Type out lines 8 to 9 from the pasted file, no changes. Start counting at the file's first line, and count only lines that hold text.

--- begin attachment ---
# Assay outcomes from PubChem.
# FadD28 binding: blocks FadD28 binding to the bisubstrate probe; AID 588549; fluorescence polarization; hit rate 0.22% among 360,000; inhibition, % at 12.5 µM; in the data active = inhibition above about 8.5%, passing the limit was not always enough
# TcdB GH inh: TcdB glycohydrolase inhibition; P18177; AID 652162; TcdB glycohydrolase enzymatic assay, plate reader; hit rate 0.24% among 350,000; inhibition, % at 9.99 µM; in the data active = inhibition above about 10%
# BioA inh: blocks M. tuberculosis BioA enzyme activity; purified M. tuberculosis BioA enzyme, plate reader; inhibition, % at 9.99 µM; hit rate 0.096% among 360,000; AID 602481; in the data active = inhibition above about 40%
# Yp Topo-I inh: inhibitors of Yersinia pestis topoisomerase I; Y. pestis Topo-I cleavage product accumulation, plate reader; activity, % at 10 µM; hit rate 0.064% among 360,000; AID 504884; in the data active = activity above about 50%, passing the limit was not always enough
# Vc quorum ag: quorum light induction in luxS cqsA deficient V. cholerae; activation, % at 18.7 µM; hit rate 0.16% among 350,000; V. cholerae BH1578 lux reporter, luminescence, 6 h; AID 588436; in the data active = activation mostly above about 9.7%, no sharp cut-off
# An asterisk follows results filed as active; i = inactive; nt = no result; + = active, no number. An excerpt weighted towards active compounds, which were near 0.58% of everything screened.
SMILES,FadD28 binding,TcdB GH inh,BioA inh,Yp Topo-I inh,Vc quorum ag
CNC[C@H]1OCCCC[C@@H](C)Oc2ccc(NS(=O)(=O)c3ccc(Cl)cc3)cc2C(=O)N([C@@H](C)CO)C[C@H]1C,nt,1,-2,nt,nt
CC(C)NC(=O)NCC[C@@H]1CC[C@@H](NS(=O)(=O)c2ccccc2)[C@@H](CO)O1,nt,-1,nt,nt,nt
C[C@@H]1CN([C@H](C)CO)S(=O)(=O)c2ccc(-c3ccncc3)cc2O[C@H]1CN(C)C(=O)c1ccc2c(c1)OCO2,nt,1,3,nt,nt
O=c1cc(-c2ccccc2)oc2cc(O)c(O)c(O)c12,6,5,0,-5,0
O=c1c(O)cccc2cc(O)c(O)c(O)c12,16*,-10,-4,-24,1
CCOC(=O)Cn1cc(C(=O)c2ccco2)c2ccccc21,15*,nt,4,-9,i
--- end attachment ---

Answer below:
SMILES,FadD28 binding,TcdB GH inh,BioA inh,Yp Topo-I inh,Vc quorum ag
CNC[C@H]1OCCCC[C@@H](C)Oc2ccc(NS(=O)(=O)c3ccc(Cl)cc3)cc2C(=O)N([C@@H](C)CO)C[C@H]1C,nt,1,-2,nt,nt